Cunningham: My guess is that Mr. Elden’s lawyers wanted to include as many defendants as possible to maximize the potential payout and media impact of the case. Also, it may not be publicly known whether Channing profited from the proceeds of Nevermind over the years under some arrangement with the other band members.

Ackerman: Chad Channing wasn't even a member of the band by that point; if I recall correctly, he played on only one song and likely wasn't a royalty participant. Although the complaint alleges that "at all relevant times, Channing was a drummer of Nirvana LLC" — easily fact-checked, but not done, evidently — Channing was not. However, I don't know if he was a member of the corporation or partnership the band formed; that’s possible. According to a quick online search, MCA Music Inc. is a subsidiary located in the Philippines, not in the U.S., and therefore not subject to U.S. laws unless specific reason for jurisdiction is pleaded. I suspect they intended to sue the music publisher, but even they would have no reason to be included in the suit.

As I said, multiple record labels, existing and defunct, are also named…

Ackerman: Why is Warner Records named? To the best of my knowledge, they had nothing to do with Geffen Records in the time period concerned — even in the complaint they acknowledge that in 1991 Universal took over distribution and Nevermind was released in September 1991. To tell you how much of an outsider this lawyer is and how shoddy his work is, “DCG Records” is repeatedly referred to, when the actual company name was DGCRecords. It's referred to as DGC later in the complaint, but not where it's defined or introduced — once again demonstrating sloppy work.

So, what is the statute of limitations in this situation? Obviously this is a three-decade-old, widely seen image, and Elden has been a legal adult for 13 years, yet this suit is only being filed now.

Cunningham: There is no statute of limitations on child pornography under federal law, but I do think any jury would have to seriously weigh the fact that Mr. Elden has waited so long to sue and… has taken actions undermining his current claims.

Ackerman: It's interesting to note that they didn't sue under violation of privacy or civil rights laws (as to one's image) — obviously because the statute of limitations would have run on such claims long ago, but they do allude to privacy rights in paragraph 164-172.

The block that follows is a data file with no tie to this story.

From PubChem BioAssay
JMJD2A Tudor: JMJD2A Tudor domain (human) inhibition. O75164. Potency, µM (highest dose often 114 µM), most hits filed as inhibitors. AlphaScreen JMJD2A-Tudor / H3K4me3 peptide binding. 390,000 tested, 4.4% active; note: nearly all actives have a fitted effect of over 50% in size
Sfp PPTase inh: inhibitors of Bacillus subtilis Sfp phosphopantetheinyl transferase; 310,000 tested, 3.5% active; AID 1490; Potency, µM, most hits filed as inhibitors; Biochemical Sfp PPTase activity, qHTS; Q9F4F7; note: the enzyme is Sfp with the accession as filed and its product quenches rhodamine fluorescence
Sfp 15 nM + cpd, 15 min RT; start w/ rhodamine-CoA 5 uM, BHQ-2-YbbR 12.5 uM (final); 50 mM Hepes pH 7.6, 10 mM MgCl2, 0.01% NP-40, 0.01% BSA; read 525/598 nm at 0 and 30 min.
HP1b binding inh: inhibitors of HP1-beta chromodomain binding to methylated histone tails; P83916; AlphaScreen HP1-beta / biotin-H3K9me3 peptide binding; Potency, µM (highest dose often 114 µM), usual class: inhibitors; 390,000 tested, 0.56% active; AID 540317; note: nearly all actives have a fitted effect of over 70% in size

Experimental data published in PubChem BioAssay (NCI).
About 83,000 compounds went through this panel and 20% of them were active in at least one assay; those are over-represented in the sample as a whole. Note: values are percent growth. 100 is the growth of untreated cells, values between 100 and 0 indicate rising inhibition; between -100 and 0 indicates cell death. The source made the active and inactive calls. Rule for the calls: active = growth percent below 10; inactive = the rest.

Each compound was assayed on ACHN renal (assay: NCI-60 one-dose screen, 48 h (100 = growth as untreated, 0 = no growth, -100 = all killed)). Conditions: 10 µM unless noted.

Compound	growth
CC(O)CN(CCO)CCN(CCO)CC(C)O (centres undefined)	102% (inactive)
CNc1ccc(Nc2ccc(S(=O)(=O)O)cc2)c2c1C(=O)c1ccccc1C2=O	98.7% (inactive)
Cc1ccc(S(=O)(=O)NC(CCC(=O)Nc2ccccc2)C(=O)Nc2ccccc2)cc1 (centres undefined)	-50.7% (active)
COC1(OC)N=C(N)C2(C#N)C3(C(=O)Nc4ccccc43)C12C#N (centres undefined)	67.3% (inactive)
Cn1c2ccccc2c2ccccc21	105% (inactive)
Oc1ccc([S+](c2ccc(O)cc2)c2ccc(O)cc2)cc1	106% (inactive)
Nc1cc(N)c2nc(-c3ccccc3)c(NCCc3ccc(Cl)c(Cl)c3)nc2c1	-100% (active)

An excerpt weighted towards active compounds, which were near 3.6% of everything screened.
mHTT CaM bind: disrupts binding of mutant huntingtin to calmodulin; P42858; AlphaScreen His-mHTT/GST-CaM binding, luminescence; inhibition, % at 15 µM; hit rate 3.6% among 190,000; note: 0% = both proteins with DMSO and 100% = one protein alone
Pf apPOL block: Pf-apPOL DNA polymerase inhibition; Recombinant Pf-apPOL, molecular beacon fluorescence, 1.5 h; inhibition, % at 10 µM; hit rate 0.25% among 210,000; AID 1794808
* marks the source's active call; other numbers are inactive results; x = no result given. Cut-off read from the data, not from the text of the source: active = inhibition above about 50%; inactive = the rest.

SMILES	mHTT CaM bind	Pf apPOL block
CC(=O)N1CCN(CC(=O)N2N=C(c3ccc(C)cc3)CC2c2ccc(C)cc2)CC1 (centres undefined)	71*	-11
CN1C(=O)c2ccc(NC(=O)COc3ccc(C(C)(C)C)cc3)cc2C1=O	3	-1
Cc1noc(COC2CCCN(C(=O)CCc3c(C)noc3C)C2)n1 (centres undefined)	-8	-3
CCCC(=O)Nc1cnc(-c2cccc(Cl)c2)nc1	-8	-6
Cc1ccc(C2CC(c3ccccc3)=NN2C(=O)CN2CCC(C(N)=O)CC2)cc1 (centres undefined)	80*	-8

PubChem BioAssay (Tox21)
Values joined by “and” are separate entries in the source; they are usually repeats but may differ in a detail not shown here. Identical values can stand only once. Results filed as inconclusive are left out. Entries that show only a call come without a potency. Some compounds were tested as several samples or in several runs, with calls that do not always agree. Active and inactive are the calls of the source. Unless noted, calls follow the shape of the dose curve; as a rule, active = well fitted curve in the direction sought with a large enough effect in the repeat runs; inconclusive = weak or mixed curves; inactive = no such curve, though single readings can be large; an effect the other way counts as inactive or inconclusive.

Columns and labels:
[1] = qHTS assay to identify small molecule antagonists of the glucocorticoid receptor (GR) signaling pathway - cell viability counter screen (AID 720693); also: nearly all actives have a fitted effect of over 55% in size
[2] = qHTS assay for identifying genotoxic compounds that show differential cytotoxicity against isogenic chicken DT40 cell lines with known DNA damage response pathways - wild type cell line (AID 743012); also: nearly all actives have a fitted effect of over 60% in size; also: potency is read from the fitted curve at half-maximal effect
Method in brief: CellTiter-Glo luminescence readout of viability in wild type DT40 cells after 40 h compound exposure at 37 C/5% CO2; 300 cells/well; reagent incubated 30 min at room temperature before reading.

In your professional opinion, does this swimming pool image possibly fit the legal definition of child pornography?

Ackerman: The cited cases at page 17 in the footnote do not seem to support their theory. U.S. v. Dost, for example, cites the requirement in the statute (18 USC 2255) that there be "lascivious" exhibition of the genital s— to me, babies are naked a lot, and I'm not aware of any case which deems the mere nakedness of an infant to be lascivious, and it's real leap to claim that here. The Dost factors cited in paragraph 110 include "whether the Setting is sexually suggestive, i.e., in a place or pose generally associated with sexual activity” — and I just don't see that here. It's a baby swimming naked in a pool; that happens all the time without any sexual activity. In addition, another factor cited, "whether the child's conduct suggest sexual coyness or a willingness to engage in sexual activity," is also absent here. Finally, the key determinant in my view — another Dost factor citing "whether the conduct is intended or designed to elicit a sexual response in the viewer" — is obviously absent here. Furthermore, the Dost case they cite cites Miller v. California, 413 U.S. 15 (1973) a Supreme Court case which defined obscenity standards which are not met here. Thus, in my view, it's not child pornography, and therefore several of the cited statutes in paragraphs 116-134 do not apply.